Each ring 626, 628 and 630 is configured by a designated “head-of-ring” node that is responsible for establishing the membership in the ring and re-establishing the ring after a failure. The ring establishing protocol operates as follows:
1) each ring node that is not “signed-on” periodically sends a control packet requesting sign-on;
2) the head-of-ring node receives the control packets and replies with a broadcast control packet providing the routine identifier for the requesting nodes;
3) a well-known identifier, such as the Ethernet MAC address of the control processor in the nodes, is used in the data field to identify nodes prior to sign-on;
4) the ring may auto-discover its topology by having intermediate nodes append node identity information to sign-on requests such that the head-of-ring node automatically discovers the ring topology; however, in most instances, the ring topology is provisioned to the head-of-ring node by a network manager.
The routing fields use the following standard definitions to facilitate certain network functions:
1) zero indicates a null packet;
2) FFFFFF indicates a broadcast packet;
3) other routing tags have two fields
Field 1 is an 8-bit node number;
Field 2 is a circuit identifier within the node.
A distributive ring topology that is used for distributing a high bandwidth signal, while return traffic has low bandwidth, is the most typical topology used for video distribution. In this topology, the head-of-ring node is the source of all video traffic. Such a topology has the following attributes:
1) Unidirectional Traffic Routing—under normal traffic patterns, all traffic travels in one direction (the downstream path). The reverse direction is reserved for IP return traffic.
2) Empty Packet Generation—the head-of-ring node generates a stream of empty packets to define the packet structure on the link for the upstream direction and ends all traffic received on this link.
3) Ring Failure—when a ring failure is detected, the head-of-ring node sends identical traffic in both send directions (both directions are now downstream). The nodes, at which failure occurred, terminate downstream traffic and generate a stream of null packets in the up stream direction.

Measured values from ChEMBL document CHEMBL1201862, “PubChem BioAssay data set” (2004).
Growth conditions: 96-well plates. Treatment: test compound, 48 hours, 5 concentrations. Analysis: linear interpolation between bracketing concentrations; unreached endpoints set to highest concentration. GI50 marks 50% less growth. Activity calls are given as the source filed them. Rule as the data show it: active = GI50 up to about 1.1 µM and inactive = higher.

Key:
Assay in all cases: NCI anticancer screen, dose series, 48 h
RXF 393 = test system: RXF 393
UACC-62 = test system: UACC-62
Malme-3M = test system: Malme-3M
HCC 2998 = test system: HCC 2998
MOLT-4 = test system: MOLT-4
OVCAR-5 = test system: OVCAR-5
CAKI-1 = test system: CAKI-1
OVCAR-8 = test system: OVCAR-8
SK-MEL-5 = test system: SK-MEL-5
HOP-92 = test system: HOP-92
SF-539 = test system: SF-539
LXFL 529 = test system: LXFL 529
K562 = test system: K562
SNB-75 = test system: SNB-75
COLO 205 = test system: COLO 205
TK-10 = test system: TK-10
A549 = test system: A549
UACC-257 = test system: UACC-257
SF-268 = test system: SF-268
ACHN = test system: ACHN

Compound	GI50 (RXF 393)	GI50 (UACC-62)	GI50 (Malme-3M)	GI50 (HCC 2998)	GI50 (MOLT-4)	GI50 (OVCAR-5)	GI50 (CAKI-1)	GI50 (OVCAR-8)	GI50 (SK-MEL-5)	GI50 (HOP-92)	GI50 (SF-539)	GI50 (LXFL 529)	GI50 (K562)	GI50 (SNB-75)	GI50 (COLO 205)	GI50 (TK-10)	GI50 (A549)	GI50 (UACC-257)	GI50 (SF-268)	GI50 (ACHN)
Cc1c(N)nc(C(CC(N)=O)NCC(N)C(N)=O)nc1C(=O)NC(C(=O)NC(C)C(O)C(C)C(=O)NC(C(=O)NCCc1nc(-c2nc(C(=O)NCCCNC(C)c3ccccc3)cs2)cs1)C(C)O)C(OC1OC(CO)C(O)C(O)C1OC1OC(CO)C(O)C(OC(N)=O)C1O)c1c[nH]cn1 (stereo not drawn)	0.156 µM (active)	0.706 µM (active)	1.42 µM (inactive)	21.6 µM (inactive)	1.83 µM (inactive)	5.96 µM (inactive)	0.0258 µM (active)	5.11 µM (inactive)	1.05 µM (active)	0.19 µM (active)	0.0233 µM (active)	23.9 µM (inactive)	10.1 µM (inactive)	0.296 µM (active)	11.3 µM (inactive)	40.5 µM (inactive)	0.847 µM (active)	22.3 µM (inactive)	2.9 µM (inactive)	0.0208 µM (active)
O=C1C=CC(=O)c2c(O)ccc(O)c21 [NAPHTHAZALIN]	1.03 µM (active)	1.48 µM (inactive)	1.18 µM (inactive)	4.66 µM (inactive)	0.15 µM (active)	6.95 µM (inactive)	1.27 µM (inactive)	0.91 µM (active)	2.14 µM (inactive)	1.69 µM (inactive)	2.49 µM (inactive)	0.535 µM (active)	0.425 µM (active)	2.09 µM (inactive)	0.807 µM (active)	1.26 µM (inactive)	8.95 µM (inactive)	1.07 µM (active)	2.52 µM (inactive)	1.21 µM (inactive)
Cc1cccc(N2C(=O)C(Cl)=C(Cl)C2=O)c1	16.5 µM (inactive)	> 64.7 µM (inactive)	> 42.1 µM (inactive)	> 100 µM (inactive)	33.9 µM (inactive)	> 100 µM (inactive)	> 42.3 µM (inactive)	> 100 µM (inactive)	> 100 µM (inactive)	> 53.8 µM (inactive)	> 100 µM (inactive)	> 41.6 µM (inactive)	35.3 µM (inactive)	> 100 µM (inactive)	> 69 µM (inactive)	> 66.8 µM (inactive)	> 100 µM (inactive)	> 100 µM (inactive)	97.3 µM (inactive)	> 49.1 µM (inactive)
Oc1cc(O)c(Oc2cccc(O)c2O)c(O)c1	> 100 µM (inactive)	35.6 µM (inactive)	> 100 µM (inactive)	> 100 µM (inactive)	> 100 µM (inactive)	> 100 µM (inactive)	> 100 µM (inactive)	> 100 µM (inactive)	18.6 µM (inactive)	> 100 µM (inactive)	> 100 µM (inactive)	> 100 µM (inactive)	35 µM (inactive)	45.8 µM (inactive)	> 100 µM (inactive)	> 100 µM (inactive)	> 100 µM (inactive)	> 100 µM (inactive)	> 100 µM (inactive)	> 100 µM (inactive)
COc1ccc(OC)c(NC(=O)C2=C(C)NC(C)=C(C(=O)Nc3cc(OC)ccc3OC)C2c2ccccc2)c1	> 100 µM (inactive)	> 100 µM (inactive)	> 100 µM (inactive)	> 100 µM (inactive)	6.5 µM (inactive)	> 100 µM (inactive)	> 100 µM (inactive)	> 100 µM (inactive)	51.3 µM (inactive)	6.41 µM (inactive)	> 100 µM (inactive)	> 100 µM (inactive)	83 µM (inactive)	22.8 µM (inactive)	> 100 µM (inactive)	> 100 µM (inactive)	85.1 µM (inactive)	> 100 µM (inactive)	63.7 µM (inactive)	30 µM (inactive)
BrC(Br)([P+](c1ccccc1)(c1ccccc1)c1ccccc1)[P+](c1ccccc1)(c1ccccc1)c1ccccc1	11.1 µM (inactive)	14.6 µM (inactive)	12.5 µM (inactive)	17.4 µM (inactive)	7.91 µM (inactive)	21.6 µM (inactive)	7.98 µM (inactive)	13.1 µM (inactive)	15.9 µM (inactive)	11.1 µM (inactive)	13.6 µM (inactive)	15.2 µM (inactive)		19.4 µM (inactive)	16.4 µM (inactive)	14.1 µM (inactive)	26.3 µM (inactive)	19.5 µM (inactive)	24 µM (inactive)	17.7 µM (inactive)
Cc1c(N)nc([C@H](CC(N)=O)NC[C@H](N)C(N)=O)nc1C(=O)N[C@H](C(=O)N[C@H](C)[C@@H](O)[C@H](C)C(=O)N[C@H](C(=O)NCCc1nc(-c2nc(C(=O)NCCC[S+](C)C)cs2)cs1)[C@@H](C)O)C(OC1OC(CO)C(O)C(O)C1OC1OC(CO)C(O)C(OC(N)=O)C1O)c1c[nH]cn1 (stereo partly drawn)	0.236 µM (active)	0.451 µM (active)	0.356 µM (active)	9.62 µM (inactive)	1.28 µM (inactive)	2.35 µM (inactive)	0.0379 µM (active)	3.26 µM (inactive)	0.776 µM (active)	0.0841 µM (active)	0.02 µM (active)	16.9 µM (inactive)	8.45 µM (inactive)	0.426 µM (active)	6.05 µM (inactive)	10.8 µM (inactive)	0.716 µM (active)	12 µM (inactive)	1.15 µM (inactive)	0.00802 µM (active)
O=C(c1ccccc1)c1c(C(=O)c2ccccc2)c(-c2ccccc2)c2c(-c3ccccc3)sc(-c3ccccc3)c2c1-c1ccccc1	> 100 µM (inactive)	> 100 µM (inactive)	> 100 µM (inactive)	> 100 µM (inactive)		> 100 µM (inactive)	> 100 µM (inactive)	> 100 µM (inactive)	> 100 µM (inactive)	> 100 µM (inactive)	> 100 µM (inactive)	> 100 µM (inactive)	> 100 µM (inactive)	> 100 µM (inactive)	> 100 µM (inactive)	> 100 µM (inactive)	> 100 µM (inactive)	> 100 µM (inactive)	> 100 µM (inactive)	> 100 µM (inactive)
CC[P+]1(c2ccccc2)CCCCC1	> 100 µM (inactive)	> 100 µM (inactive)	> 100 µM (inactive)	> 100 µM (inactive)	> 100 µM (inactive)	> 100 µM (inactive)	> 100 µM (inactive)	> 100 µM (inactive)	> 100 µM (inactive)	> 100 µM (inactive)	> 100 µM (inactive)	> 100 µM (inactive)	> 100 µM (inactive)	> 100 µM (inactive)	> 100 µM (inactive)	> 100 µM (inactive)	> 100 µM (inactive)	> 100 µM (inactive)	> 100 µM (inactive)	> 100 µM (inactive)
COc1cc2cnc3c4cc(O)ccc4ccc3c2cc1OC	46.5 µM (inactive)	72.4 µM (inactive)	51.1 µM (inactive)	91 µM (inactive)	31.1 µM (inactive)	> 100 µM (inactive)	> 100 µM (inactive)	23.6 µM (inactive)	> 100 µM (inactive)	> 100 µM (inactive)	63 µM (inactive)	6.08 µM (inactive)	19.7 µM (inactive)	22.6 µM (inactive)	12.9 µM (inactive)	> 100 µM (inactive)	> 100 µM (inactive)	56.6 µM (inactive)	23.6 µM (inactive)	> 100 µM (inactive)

4) Control Flow—the signaling of failures is only required to the head-of-ring node that maintains the current ring state.
5) Failure Model—the failure of the head-of-ring node causes a total ring failure, any other ring nodes may fail with the ring retaining full to partial traffic capacity.
If the furthest node from head-of-ring falls, the ring can retain full capacity by partitioning the topology into two single path rings. If one of the other Intermediate nodes fails, then less than full capacity, but greater than or equal to half capacity can be supported.
An internetworking ring that is used in peer-to-peer traffic handling has the following attributes:
1) Redundant head-of-ring node—at least two head-of-ring nodes are used, where one head-of-ring node is active and the other is on stand-by;
2) Traffic Model—the ring must support point-to-point, multicast and broadcast traffic. Point-to-point traffic is injected by the source and removed by the termination, while the source injects broadcast traffic and deletes the packets once they have completed a loop of the ring.
3) Routing—each node must have a ring model and determine the appropriate launch direction based on the shortest distance to the destination and available bandwidth on that link. This requires a bandwidth reservation protocol to ensure that the requisite bandwidth is available over the full link.
4) Failure Capacity—if a node fails, the ring loses up to fifty percent of its capacity and the nodes must recalculate packet routing to accommodate the failure.
Note: Ring bandwidth usage and routing can be calculated by the active head-of-ring. Thus complexity is reduced on all other node.
The MPEG data field of the ring command packets contains parametric data that provides command and control functionality. The MPEG headers for these packets contain fixed PI Ds such that these packets may flow over any hardware capable of routing MPEG packets. The data field includes a command type and parameter field.
The commands include: